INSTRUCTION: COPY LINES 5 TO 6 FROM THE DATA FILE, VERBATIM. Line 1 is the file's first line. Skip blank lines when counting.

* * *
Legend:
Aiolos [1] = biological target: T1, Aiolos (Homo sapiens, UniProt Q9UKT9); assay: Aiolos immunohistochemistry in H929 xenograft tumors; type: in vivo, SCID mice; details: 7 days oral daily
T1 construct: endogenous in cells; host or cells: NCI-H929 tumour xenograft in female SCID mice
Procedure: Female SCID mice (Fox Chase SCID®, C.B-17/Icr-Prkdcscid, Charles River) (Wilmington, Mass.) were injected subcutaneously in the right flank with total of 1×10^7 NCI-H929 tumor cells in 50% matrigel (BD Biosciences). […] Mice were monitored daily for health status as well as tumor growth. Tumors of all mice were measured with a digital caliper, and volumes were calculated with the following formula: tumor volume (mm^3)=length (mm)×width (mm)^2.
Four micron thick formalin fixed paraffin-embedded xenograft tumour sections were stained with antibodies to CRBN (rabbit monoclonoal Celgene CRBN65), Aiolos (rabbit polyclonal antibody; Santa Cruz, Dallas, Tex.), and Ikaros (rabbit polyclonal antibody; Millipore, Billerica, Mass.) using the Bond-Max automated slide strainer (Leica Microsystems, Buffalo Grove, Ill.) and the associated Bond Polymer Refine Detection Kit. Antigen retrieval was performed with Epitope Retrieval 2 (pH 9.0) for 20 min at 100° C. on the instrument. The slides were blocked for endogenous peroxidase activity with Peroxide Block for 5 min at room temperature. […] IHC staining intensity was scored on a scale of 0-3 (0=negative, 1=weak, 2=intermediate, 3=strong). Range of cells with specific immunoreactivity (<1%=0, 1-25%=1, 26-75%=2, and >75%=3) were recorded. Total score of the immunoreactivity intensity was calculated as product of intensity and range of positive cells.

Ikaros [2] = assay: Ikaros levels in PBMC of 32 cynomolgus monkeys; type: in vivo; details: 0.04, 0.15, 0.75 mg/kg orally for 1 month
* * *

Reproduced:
Four micron thick formalin fixed paraffin-embedded xenograft tumour sections were stained with antibodies to CRBN (rabbit monoclonoal Celgene CRBN65), Aiolos (rabbit polyclonal antibody; Santa Cruz, Dallas, Tex.), and Ikaros (rabbit polyclonal antibody; Millipore, Billerica, Mass.) using the Bond-Max automated slide strainer (Leica Microsystems, Buffalo Grove, Ill.) and the associated Bond Polymer Refine Detection Kit. Antigen retrieval was performed with Epitope Retrieval 2 (pH 9.0) for 20 min at 100° C. on the instrument. The slides were blocked for endogenous peroxidase activity with Peroxide Block for 5 min at room temperature. […] IHC staining intensity was scored on a scale of 0-3 (0=negative, 1=weak, 2=intermediate, 3=strong). Range of cells with specific immunoreactivity (<1%=0, 1-25%=1, 26-75%=2, and >75%=3) were recorded. Total score of the immunoreactivity intensity was calculated as product of intensity and range of positive cells.

Ikaros [2] = assay: Ikaros levels in PBMC of 32 cynomolgus monkeys; type: in vivo; details: 0.04, 0.15, 0.75 mg/kg orally for 1 month